This is a guest post by Scott Bryant, Business Requirements Manager & Private Rented Sector Manager at Greater London Authority and FoL Alumni Rep.
COVID-19 has made home-working a day-to-day reality. In the process, it has led to what many organisations (and many individual Londoners) have been trying to achieve for years: a corporate culture that is less reliant on office space and that better utilises technology to enable communication and collaboration. How should policy makers best respond to this? Should new homes be built to better accommodate home-working? In the long-term, will this promote further suburbanisation as Londoners increasingly value space in their homes and neighbourhoods over a manageable commute?
These issues were the focus of the Communities of Practice forum’s second session exploring how home space standards could change in the wake of the pandemic. Chaired by Lucy Webb, Head of Regeneration at LB Croydon and a Future of London alumni board director, the session brought together alumni from across the local authority and housing association sectors.
The home-based work global experiment
The session kicked off with a presentation from guest speaker Dr Frances Holliss, Emeritus Reader in Architecture at London Metropolitan University, author of Beyond Live/Work: the architecture of home-based work (2015) and contributor to Home Work City: Living and Working in the Urban Block (2019). Frances set out that the number of people working mainly from home in the UK has increased from 14 to 49 per cent during the Covid-19 pandemic, and research suggests that this isn’t going to return to pre-Covid levels.
So how should we plan for this new reality? 43 per cent of the homes we’ve built in England since 2002 are purpose-built flats with almost no potential for alterations or extensions to allow home-based work. Frances argued that we need to rethink design; home-based work must become an automatic and universal consideration in development and space standards should be increased. This could be achieved through public subsidy, clever design and an incremental approach to housebuilding – that is, development that allows room for expansion by its occupiers. Frances challenged the London Plan to go further in proactively supporting home-working and drew on international examples of where home-working is built into design (e.g. Netherlands) or where opportunity for future adaptation is integral (e.g. Chile).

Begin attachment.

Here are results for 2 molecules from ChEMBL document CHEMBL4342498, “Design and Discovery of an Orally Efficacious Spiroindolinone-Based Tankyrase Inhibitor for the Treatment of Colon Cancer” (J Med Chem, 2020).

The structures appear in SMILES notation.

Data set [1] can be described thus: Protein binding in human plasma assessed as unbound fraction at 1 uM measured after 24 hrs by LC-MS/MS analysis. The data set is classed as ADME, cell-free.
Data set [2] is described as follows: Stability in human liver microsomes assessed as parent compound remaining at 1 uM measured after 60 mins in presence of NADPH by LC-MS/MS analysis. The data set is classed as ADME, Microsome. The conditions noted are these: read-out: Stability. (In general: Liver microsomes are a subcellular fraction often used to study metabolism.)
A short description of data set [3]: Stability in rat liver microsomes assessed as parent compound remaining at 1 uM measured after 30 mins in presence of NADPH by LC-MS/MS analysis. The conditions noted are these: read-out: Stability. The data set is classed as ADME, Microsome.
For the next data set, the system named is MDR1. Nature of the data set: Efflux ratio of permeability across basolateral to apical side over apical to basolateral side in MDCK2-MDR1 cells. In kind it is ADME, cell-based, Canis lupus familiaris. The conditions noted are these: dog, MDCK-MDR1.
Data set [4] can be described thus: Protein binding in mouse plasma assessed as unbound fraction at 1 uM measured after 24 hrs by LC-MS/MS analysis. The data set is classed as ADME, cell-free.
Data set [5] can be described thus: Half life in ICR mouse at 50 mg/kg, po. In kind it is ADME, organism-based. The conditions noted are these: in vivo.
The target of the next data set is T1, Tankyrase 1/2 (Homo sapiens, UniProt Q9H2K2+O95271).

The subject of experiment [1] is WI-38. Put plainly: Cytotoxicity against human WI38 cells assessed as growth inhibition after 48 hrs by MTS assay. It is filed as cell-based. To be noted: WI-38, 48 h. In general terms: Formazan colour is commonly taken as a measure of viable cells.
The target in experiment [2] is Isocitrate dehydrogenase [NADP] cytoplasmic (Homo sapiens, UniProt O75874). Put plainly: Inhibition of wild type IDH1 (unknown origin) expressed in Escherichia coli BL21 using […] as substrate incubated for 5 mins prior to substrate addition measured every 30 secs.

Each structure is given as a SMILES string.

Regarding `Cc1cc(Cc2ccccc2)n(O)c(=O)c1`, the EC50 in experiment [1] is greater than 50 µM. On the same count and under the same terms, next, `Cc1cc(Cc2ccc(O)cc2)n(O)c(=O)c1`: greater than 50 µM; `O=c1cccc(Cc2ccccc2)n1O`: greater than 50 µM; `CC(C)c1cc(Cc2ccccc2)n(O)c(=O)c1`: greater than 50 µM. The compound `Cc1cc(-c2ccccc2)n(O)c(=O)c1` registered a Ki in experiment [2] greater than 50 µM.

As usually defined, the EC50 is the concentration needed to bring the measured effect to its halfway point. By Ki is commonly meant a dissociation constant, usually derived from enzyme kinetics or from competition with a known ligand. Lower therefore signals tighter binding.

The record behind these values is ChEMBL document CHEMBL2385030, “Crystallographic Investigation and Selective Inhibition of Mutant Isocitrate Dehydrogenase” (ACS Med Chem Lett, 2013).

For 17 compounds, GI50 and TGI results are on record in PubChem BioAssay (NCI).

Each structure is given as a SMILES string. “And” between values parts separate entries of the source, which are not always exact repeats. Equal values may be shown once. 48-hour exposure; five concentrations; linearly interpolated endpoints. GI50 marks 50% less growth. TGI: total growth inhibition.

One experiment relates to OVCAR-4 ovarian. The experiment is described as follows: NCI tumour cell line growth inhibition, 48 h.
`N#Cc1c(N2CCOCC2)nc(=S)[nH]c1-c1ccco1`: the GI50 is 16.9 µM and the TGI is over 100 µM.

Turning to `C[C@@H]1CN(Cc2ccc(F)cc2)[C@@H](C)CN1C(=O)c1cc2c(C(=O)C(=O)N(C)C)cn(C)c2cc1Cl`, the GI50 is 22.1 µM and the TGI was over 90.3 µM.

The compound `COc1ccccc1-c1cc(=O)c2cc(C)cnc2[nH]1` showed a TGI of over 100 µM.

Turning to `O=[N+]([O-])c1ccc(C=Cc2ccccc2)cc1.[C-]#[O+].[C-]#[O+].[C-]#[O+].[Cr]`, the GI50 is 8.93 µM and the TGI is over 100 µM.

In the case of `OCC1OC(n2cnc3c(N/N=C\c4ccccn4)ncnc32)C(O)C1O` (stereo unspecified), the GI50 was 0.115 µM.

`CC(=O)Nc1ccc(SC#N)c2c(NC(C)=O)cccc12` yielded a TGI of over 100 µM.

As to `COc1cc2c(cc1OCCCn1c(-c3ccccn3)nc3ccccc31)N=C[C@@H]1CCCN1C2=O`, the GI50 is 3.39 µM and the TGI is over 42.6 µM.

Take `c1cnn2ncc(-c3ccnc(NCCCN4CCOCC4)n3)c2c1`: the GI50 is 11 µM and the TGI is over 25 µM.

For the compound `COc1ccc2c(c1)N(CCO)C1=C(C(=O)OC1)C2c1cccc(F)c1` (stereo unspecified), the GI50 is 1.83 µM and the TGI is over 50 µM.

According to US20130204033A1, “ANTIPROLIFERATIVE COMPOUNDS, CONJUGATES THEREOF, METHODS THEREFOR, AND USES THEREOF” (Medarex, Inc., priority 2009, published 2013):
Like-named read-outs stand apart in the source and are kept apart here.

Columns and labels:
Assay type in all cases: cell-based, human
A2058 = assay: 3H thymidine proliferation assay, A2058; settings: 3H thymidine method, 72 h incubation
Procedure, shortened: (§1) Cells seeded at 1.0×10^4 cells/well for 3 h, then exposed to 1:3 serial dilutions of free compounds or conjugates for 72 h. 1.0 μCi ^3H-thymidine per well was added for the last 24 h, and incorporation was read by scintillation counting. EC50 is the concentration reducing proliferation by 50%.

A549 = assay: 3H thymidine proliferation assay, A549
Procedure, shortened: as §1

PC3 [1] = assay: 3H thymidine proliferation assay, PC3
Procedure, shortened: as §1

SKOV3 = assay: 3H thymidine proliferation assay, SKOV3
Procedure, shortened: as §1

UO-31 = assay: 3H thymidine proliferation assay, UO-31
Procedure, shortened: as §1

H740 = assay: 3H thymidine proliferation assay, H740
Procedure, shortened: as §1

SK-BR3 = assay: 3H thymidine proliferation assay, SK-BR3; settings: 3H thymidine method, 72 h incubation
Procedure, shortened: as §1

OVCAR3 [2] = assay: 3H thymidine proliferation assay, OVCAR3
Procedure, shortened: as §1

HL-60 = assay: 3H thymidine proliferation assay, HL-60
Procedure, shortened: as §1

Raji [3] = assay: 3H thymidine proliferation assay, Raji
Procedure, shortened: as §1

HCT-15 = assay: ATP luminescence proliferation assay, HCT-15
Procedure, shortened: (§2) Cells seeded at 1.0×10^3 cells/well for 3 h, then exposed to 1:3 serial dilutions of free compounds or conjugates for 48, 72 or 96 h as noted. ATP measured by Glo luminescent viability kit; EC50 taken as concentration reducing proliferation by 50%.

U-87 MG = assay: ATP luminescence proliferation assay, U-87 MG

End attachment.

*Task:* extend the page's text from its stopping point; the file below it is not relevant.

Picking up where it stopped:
Time for a rethink of national standards?
The forum then heard from Elliot Kemp, Policy Team Leader for Design, Heritage and Housing at the Greater London Authority. Elliot set out that National Described Space Standards incorporated space for working from home, although this assumed that space would be provided in an existing room and did not anticipate multiple people needing to work from home at the same time. Increased home-based working makes the quality of the internal environment – such as levels of daylight, noise and ventilation – even more important.
Changing national space standards will require evidence that the current space standards do not meet functional requirements. We also need to ensure that the provision of outdoor space meets the needs of home-based workers and consider how this new trend impacts on people’s choices about where to live. Elliot argued that we need time to observe and evidence these trends before deciding if policy change is required – although planning guidance can be used to rapidly respond to changing design needs.
The practitioner view
The guest speakers opened up interesting an discussion with alumni on a range of topics, including:
- The options for reviewing space standards to better accommodate home-based working – including standards that allow separate rooms for work – and the importance of good and flexible design
- The trade-off between additional space for home-based working and house prices, particularly in the context of the need for high environmental standards and rapid housing delivery to meet housing need
- The contribution that home-based working can potentially make to tackling climate change – and the need for more research on this topic
- The challenges to adapting existing homes to better provide for long-term home-based working, and the potential role of co-working space
- The important role of local authorities, housing associations and the GLA in pushing for high-quality design
This event was part of Future of London’s Alumni Communities of Practice forum, bringing together alumni to share challenges and ideas on some of the critical issues they face during the Covid-19 crisis and beyond. It is also part of FoL’s Learning From Crisis response and recovery programme. Find out more about the Alumni network and Learning From Crisis, and get in touch with future Communities of Practice forum suggestions.